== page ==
Printer Friendly

Fitch to Rate Volvo Financial Equipment Master Owner Trust, Series 2017-A; Issues Presale.

New York: Fitch Ratings expects to assign the following ratings and Outlooks to the Volvo Financial Equipment Master Owner Trust (VMOT), Series 2017-A notes:

--$300,000,000 Series 2017-A asset-backed notes 'AAAsf'; Outlook Stable.


Consistent Receivables Quality: VMOT's eligible receivables are secured largely by new Volvo and Mack trucks as well as Volvo construction equipment (CEF) with a stable asset mix over time. Only 6.8% of receivables were secured by used equipment as of the third quarter of 2017 (3Q17). Dealer risk ratings have been consistent, with the top two internal A and B tiers totaling over 80% of VFS's receivables, on average, since 2008.

Strong Dealer Network: Dealer default experience has been minimal since 2008, with only a few sold-out-of-trust (SOT) events. Truck dealer absorption rates are among the highest for all DFP platforms, as trucking companies rely heavily on dealers for parts and service operations more frequently versus consumer vehicle DFP platforms.

Stable Performance Metrics: Monthly payment rates (MPRs) have been stable since 2010 and well above trigger levels, which dictate incremental increases in credit enhancement (CE) and early amortization upon breach. Higher used truck inventory negatively impacted aging in 2015-2016, but improved in 2017 due to lower production. Yield spreads have been largely stable despite competitive pressure from other lenders.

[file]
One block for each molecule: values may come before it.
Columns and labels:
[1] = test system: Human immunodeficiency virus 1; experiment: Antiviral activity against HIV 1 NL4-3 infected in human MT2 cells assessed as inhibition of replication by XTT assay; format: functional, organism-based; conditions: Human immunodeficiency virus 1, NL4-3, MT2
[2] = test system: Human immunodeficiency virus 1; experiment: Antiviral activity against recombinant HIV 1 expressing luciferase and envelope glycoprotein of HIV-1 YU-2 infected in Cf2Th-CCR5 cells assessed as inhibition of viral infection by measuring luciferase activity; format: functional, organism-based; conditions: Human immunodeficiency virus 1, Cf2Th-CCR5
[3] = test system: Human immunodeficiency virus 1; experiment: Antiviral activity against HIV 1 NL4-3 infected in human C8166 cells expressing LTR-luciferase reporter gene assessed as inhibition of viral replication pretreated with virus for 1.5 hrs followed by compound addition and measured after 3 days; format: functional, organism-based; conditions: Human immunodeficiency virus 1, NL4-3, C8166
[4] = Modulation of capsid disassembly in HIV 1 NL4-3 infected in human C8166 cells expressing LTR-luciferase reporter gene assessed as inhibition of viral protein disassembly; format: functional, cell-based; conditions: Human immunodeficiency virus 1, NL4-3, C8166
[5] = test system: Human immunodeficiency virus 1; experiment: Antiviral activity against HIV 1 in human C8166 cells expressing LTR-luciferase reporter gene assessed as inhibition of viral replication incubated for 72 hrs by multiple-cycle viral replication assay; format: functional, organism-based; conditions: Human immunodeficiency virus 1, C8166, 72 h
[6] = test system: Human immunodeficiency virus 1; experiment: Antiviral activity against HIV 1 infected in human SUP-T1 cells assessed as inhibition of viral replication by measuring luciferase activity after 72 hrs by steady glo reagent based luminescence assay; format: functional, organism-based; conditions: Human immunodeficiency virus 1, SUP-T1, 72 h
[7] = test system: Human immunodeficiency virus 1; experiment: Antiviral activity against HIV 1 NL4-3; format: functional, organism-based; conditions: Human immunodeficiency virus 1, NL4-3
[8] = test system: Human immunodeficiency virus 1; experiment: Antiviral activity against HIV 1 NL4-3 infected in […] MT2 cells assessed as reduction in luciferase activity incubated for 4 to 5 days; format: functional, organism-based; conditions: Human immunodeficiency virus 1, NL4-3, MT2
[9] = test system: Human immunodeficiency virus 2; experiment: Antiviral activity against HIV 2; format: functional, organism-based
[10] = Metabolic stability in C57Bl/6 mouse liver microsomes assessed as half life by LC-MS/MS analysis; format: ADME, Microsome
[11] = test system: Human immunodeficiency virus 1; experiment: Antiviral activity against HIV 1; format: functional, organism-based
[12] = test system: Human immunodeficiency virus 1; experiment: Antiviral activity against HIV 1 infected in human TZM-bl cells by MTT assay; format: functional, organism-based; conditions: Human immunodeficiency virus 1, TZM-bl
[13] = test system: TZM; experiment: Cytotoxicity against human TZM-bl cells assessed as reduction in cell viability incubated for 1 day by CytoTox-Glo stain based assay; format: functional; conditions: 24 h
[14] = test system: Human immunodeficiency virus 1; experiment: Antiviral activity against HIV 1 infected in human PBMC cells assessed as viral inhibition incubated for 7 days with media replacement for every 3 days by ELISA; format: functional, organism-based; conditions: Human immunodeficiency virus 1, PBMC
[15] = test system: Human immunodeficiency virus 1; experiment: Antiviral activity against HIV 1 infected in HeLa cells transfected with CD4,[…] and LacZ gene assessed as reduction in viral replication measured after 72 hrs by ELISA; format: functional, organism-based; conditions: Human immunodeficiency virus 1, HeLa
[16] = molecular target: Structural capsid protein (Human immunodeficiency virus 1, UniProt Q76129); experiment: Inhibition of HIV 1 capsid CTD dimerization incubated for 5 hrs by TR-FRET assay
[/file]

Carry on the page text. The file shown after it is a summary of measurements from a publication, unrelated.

Adequate Credit Enhancement: Initial credit enhancement (CE) for the notes is 21.75% comprising overcollateralization (OC) and a reserve. Early amortization triggers and concentration limits mitigate risks associated with negative asset migration, dealer defaults and/or OEM bankruptcy. Loss coverage is in excess of Fitch's derived 'AAAsf' loss rate commensurate with the notes' rating.

Experienced Sponsor and Servicer: Fitch deems VFS adequate to service this series, as demonstrated by its abilities and historical performance of the managed portfolio since 1996. VFS's portfolio metrics have been stable with virtually no dealer defaults or losses.

Legal Analysis: The legal structure of the transaction provides that a bankruptcy of Volvo or VFS would not impair the timeliness of payments on the securities.


To conduct rating sensitivity for the issued notes, under a category B Dealer Floorplan platform, Fitch assumes portfolio default levels at 10%, 25%, and 40%, and under two recovery-level scenarios of 50% and 30%. Fitch modeled these series with the assumption that the above defaults have occurred and recoveries stressed accordingly, reflecting asset performance in a stressed environment. Remaining expected loss levels were compared with the stressed loss assumption grid commensurate with various rating levels.


No third-party due diligence was provided or reviewed as this series is a private 144A offering.

Fitch's analysis of the Representation and Warranties (R&W) of these transactions can be found in 'Volvo Financial Equipment Master Owner Trust, Series 2017-A -- Appendix'. These R&W are compared to those of typical R&W for the asset class as detailed in Fitch's May 2016 special report, 'Representations, Warranties, and Enforcement Mechanisms in Global Structured Finance Transactions'.
COPYRIGHT 2018 Plus Media Solutions
No portion of this article can be reproduced without the express written permission from the copyright holder.
Copyright 2018 Gale, Cengage Learning. All rights reserved.

Article Details
Printer friendly Cite/link Email Feedback
Publication:Daily the Pak Banker (Lahore, Pakistan)
Date:Jan 12, 2018
Previous Article:Fitch: U.S. Public Finance Upgrades Match Downgrades, Ending 13 Quarter Streak.
Next Article:Fitch: Colombia's New Bank Forbearance and Restructured Loans Regulation.

Terms of use | Privacy policy | Copyright © 2019 Farlex, Inc. | Feedback | For webmasters